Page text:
D.C. Fast-Casual Food Players in Expansion Mode

As consumers demand better ingredients and turn their back on fast-food restaurants, we want to highlight a few D.C.-based favorites that have the ability to change the way we  – and possibly the rest of America eat.

Cava Grill

No. of Locations: (2)

In the Works: (3) Tenleytown | Merrifield | Columbia Heights

Beyond our Borders: Looking to expand beyond DC (not immediately)

Franchise: Would like to retain 100% control of food and brand

“With Cava Grill, we have worked to offer this premium food, that has a naturally healthy profile, to time conscience, health conscience, and budget conscience consumers. We have a zero waste program/all our disposable materials are composted, we use reclaimed wood in our mill work, led lighting etc), an inviting atmosphere, and dedicated crew has appealed to and aligned with our customers’ lifestyle attributes.”

Taylor Gourmet

No. of Locations: (4)

In the Works: (2) Dupont | Merrifield

Beyond our Borders: Possible expansion on the east coast in the future

Franchise: Not interested in the franchise model right now, want to keep organic growth

Attributes of Success: Quality ingredients, consistent product, good vibe in shops and most of all, everyone has fun at work

ShopHouse Asian Kitchen

Chipotle’s Asian sister is being tested in our own backyard with much hope invested in the concept. One day, it could be as a big as Chipotle and the business community will be watching developments closely as company stock continues to soar.

No. of Locations: (1)

In the Works: (1) Georgetown

Beyond our Borders: If successful in D.C., a national expansion is likely to follow

Franchise: No

Elevation Burger

As the country’s premiere organic burger chain, Elevation is giving us reasons to love a simple and tasty burger.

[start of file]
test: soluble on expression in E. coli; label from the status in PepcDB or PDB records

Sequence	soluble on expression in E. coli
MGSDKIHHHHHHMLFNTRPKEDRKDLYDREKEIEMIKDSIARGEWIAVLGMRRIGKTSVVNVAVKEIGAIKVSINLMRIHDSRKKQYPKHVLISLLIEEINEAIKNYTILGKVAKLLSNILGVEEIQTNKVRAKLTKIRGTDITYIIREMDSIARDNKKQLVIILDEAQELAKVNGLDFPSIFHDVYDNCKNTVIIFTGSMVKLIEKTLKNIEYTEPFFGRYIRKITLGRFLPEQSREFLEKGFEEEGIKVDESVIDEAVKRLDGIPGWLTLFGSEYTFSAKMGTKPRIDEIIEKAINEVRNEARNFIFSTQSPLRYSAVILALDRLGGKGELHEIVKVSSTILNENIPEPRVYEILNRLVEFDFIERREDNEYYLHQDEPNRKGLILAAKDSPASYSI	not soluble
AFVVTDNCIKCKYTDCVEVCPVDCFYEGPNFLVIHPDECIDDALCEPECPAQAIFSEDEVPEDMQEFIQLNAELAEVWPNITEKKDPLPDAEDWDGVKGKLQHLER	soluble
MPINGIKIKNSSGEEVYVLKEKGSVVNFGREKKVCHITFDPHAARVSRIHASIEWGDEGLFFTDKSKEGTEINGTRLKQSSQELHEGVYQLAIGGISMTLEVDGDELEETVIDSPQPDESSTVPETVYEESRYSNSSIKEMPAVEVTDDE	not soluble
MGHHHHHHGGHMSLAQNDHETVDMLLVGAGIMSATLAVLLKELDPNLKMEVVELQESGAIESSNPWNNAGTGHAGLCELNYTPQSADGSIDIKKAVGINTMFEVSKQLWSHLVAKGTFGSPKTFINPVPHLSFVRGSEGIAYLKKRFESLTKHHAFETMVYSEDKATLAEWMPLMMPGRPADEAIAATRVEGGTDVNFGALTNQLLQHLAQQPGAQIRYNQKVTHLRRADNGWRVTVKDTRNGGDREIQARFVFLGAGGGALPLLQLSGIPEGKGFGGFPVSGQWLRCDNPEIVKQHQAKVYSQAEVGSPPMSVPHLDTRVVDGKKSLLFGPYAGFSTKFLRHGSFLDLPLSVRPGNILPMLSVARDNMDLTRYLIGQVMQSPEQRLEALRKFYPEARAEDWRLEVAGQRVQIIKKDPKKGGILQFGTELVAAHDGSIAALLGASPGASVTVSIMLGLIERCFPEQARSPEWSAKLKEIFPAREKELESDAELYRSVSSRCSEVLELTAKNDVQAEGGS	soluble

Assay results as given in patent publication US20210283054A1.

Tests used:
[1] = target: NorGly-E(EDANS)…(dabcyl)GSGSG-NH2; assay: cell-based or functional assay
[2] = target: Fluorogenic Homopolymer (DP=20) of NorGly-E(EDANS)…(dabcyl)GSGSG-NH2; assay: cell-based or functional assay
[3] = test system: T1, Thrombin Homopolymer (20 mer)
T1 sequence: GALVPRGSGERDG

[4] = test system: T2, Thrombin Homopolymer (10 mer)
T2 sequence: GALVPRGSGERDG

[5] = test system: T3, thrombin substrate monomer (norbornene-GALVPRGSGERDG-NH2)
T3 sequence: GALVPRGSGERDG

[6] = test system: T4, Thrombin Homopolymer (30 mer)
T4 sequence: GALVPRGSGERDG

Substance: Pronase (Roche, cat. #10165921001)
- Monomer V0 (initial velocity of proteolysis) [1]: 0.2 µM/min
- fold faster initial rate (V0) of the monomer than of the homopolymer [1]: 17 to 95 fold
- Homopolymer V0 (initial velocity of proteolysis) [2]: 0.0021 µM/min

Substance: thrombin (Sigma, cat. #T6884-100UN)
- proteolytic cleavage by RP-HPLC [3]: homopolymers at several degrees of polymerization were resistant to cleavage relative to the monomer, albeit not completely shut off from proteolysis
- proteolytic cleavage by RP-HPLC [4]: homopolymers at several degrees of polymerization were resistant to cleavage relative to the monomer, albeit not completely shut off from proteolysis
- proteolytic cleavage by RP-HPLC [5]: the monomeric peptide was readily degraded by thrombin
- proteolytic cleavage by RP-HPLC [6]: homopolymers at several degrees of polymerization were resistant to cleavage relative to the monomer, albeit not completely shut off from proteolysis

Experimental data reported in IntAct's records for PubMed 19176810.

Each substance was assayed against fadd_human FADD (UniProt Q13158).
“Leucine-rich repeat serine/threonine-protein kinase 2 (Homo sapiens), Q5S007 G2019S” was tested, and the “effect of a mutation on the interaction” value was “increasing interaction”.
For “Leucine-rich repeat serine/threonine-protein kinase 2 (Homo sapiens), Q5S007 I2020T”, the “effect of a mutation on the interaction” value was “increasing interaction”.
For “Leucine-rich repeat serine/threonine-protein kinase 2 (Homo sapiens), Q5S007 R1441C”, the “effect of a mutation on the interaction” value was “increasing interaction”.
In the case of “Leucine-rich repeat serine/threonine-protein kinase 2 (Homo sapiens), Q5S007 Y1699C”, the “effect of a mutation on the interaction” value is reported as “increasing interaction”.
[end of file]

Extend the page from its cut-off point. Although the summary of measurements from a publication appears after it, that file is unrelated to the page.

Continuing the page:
No. of Locations: Too many to count

In The Works: Unknown

Beyond our Borders: Outlets are already open in states such as Florida, California, Texas and New-York.

Franchise: Yes

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Photo Credit: Cava PR / Taylor PR

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Ah, But Underneath

Since 2003, McDonald’s has been on a mission to win back customers. It has spruced up its dowdy stores, expanded a predictable menu, and delivered a catchy ad campaign –  parapapapa. The result? Shares are hovering at an all-time high – during a period when the global economy is flirting with the possibility of another recession.

But the start of 2012 has not gone well for the Illinois-based company. A botched social media campaign ended up with the hashtag McFail. And this week, McDonald’s announced it would remove ammonium hydroxide or “pink slime” from its recipes in the U.S. It’s a victory for the company’s critics and celebrity chef Jamie Oliver who lobbied for its removal.

Oliver has praised the U.K-arm of McDonald’s which uses free-range eggs and organic dairy in some items.  The U.K. business operates on a different business model than it’s U.S. counterpart. Come to think of it, most countries where McDonald’s does business operate on a different platform. Japan. India. Germany. Australia. NPR wrote a perfect and so aptly titled piece – “Why McDonald’s In France Doesn’t Feel Like Fast Food.” Gee golly, I wonder why? Well, ladies and gentlemen, the key element between markets are the consumers and their expectations.

As Americans, we tend to play catch-up with the rest of the world on some critical issues. But society is often a reflection of itself and what we expect. For the last decade, our standards have been in the gutter when it comes to food quality. We want food to be fast and cheap – no questions asked. Didn’t I say no questions? I said no questions. Period. But slow change is arriving in the form of fast-casual restaurants. The quintessential example of fast-casual is Chipotle. Fast-casual eateries offer better food and a more pleasant dining experience than fast-food, but are cheaper than full-fledged restaurants. This segment of the dining industry has grown at an astronomical rate. We can thank Chipotle for making us Yanks aspire to eating better quality food and thus offer to you this quote by CEO Steve Ells via Fast Casual – “The food culture in Europe is based on local, sustainable and artisanal foods, which are all core values of Chipotle and we have been instrumental in bringing this kind of thinking to fast food in the U.S.”

Photo Credit: Thaddeus Briner/Architectural Outfit